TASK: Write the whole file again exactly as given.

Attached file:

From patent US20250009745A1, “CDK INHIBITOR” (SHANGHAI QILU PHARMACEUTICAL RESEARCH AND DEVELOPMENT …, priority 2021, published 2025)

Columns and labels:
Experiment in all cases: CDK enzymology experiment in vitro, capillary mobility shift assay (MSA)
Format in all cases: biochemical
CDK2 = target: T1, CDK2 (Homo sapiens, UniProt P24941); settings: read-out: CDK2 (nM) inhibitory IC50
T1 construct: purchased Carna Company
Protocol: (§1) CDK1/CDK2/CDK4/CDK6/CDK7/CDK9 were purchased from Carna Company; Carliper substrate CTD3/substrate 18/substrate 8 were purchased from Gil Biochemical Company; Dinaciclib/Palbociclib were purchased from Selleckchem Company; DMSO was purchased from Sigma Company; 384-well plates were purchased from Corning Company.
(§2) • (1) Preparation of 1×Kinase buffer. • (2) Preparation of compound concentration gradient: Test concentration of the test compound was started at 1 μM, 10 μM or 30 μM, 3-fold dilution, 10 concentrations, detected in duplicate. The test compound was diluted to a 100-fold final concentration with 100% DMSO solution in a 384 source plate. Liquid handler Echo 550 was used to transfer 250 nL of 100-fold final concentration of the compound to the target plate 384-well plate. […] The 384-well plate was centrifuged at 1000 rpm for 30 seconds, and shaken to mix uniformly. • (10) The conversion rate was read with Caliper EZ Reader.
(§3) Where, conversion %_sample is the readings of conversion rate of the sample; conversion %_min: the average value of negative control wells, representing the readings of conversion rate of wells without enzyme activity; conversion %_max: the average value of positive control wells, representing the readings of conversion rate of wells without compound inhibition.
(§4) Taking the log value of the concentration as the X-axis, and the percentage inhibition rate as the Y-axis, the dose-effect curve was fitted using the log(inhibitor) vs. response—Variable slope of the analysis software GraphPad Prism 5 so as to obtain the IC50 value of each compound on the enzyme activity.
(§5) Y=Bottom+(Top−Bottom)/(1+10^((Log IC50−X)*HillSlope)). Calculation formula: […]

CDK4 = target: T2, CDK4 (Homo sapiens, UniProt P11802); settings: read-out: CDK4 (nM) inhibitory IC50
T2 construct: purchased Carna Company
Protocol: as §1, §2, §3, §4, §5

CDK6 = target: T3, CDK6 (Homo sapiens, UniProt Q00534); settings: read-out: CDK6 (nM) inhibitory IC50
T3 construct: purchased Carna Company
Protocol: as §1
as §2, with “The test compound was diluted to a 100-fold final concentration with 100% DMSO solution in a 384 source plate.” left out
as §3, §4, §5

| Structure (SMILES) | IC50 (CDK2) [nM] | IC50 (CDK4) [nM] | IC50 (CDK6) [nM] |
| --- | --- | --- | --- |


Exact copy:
From patent US20250009745A1, “CDK INHIBITOR” (SHANGHAI QILU PHARMACEUTICAL RESEARCH AND DEVELOPMENT …, priority 2021, published 2025)

Columns and labels:
Experiment in all cases: CDK enzymology experiment in vitro, capillary mobility shift assay (MSA)
Format in all cases: biochemical
CDK2 = target: T1, CDK2 (Homo sapiens, UniProt P24941); settings: read-out: CDK2 (nM) inhibitory IC50
T1 construct: purchased Carna Company
Protocol: (§1) CDK1/CDK2/CDK4/CDK6/CDK7/CDK9 were purchased from Carna Company; Carliper substrate CTD3/substrate 18/substrate 8 were purchased from Gil Biochemical Company; Dinaciclib/Palbociclib were purchased from Selleckchem Company; DMSO was purchased from Sigma Company; 384-well plates were purchased from Corning Company.
(§2) • (1) Preparation of 1×Kinase buffer. • (2) Preparation of compound concentration gradient: Test concentration of the test compound was started at 1 μM, 10 μM or 30 μM, 3-fold dilution, 10 concentrations, detected in duplicate. The test compound was diluted to a 100-fold final concentration with 100% DMSO solution in a 384 source plate. Liquid handler Echo 550 was used to transfer 250 nL of 100-fold final concentration of the compound to the target plate 384-well plate. […] The 384-well plate was centrifuged at 1000 rpm for 30 seconds, and shaken to mix uniformly. • (10) The conversion rate was read with Caliper EZ Reader.
(§3) Where, conversion %_sample is the readings of conversion rate of the sample; conversion %_min: the average value of negative control wells, representing the readings of conversion rate of wells without enzyme activity; conversion %_max: the average value of positive control wells, representing the readings of conversion rate of wells without compound inhibition.
(§4) Taking the log value of the concentration as the X-axis, and the percentage inhibition rate as the Y-axis, the dose-effect curve was fitted using the log(inhibitor) vs. response—Variable slope of the analysis software GraphPad Prism 5 so as to obtain the IC50 value of each compound on the enzyme activity.
(§5) Y=Bottom+(Top−Bottom)/(1+10^((Log IC50−X)*HillSlope)). Calculation formula: […]

CDK4 = target: T2, CDK4 (Homo sapiens, UniProt P11802); settings: read-out: CDK4 (nM) inhibitory IC50
T2 construct: purchased Carna Company
Protocol: as §1, §2, §3, §4, §5

CDK6 = target: T3, CDK6 (Homo sapiens, UniProt Q00534); settings: read-out: CDK6 (nM) inhibitory IC50
T3 construct: purchased Carna Company
Protocol: as §1
as §2, with “The test compound was diluted to a 100-fold final concentration with 100% DMSO solution in a 384 source plate.” left out
as §3, §4, §5

| Structure (SMILES) | IC50 (CDK2) [nM] | IC50 (CDK4) [nM] | IC50 (CDK6) [nM] |
| --- | --- | --- | --- |